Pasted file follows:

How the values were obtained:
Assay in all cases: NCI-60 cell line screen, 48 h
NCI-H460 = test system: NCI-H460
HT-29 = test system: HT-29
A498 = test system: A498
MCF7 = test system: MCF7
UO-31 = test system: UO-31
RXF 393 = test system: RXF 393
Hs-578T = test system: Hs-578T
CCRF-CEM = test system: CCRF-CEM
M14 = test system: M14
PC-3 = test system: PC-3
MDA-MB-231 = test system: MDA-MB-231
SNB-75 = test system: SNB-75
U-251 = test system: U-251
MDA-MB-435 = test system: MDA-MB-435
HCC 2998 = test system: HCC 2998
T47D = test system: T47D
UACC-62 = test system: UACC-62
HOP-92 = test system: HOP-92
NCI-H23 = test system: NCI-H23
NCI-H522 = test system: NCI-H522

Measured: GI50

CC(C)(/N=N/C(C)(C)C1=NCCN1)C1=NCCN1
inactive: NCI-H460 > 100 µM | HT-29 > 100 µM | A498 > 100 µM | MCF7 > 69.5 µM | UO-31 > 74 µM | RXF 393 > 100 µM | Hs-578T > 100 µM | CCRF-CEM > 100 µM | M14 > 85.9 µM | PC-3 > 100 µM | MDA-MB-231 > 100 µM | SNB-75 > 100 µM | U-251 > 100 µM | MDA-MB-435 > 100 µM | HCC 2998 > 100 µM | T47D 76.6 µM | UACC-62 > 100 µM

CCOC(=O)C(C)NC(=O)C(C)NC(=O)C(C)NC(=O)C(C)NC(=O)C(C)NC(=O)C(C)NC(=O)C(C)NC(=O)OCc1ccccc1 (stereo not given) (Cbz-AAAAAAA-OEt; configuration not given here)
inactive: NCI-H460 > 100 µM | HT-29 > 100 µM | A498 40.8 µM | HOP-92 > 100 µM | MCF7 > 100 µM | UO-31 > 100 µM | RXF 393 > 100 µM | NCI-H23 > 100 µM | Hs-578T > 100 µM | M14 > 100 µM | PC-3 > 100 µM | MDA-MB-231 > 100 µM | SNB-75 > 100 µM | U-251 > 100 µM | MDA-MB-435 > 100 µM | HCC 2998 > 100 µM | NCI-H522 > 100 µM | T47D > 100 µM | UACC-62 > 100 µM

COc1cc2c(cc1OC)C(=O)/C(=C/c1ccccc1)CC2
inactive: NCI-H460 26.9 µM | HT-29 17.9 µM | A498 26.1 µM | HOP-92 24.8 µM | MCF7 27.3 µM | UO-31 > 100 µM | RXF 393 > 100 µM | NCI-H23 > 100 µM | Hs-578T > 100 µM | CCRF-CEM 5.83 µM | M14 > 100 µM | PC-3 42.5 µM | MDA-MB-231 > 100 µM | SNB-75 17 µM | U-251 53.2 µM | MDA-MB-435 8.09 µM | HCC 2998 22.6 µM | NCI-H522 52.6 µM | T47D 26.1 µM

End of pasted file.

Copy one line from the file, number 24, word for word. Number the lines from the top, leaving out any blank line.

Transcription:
CC(C)(/N=N/C(C)(C)C1=NCCN1)C1=NCCN1